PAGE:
Yesterday, we celebrated one of my favorite feast days of the liturgical year: the Epiphany. This feast is the culmination of the 12-day Christmas season. It brings it to a celebrative closure with the story of three Magi who courageously followed a shining star through the dark nights of a very long journey in a foreign land to discover the Christ child.
This evocative story is full of many colorful images that invite us into the mystery of God’s self-revelation in Jesus, the Christ child. Now, if you are a little like me, the story of these three wise men sparks your imagination and curiosity. And this is why:
First: Many people think that these men were kings—as you might think from the popular Christmas song, “We Three Kings of Orient are…” or from our practice of eating Kings Cake in New Orleans.
But, we have learned that these men were not kings—they were, in fact, people who were not very important on the religious or social level of society at that time. Some people actually thought that these men were idolaters because they believed in and they used astrological charts to study the stars. When we consider these men and what they did, we find that these men were, in fact, the early scientists of those times and not really highly thought of at all—they were much like the shepherds—a bit on the fringe of society.
Today, we see scientists much differently, don’t we? But, in Jesus’ day the wise men were very much like scientists today—asking questions, forming hypothesis such as “if this-then statements”, following their hunches and testing a very rudimentary method to guide their path to the Holy One. I think that always impressed me as a child that these men were willing to take such risks to find Jesus, in spite of what was a very dangerous mission.
A famous poet, James Joyce first framed the word “Epiphany” to talk about moments of enlightenment—or what some have called “Ah-Ha” moments. These are the kinds of moments we have when we have a flash of light or when we understand something for the first time. We say either mentally or even out loud “Ah-HA!” and this is a pretty exuberant moment. That “Ah-Ha” moment is also called an epiphany meaning revelation—or, a “Yes, we can see the light moment!” “We get it now.” In short, we had an epiphany!
Students, teachers and all learners experience epiphanies all the time. We are on the journey of learning, after all—just like those early scientists, the Magi. We don’t always get things that are happening, or explained to us, but we follow our hunches, stay on the journey… and, occasionally on the path, we have moments of enlightenment.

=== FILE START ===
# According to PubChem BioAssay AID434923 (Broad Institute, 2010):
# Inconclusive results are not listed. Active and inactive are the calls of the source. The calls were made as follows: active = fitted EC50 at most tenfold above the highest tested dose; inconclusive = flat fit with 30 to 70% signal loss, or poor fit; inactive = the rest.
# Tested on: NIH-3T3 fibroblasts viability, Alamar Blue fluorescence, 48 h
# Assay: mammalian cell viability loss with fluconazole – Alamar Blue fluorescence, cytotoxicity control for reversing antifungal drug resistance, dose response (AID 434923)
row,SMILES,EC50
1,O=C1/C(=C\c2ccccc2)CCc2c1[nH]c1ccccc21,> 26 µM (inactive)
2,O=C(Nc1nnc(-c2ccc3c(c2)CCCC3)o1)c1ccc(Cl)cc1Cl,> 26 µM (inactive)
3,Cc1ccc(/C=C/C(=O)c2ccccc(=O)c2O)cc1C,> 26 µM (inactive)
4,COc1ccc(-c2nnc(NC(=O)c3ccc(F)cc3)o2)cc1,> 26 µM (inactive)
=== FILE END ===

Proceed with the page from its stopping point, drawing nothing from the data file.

So, now, I pose a couple of questions for you to reflect on at this time in the school year:
“For what would you venture forth into the darkness? For what are you deeply searching? What do you hope to experience on the path of your lives? What is the star that you are following? What is guiding your path? For what would you be willing to leave the comfort of your homes and the familiar to find?”
To end these reflections, I would like to share a poem that a famous theologian Sr. Macrina Wiederkehr wrote on the divine mystery of the Epiphany. I offer it to you with my prayer that this part of your journey at school is filled with the unexpected and surprising discovery of God’s presence in your lives.
Creator of the Stars
God of Epiphanies
You are the Great Star
You have marked my path with light
You have filled my sky with stars
naming each star
until it shines into my heart
awakening me to deeper seeing
and brighter epiphanies.
O infinite Star Giver
I now ask for wisdom and courage
to follow these stars
for their names are many
and my heart is fearful.
They shine on me wherever I go:
The Star of Hope
The Star of Mercy and Compassion
The Star of Justice and Peace
The Star of Tenderness and Love
The Star of Suffering
The Star of Joy
And every time I feel the shine
I am called
to follow it
to sing it
to live it
all the way to the cross and beyond.
O Creator of the Stars
You have become within me
an unending Epiphany.
I pray that this New Year, 2015, is filled with many “Ah-ha moments”—moments of unexpected insights, inspiration and of recognizing God’s continued coming into our lives. God bless you!
Note: These comments were shared at a recent prayer service of Middle Schooll students and faculty of the Academ of the Sacred Heart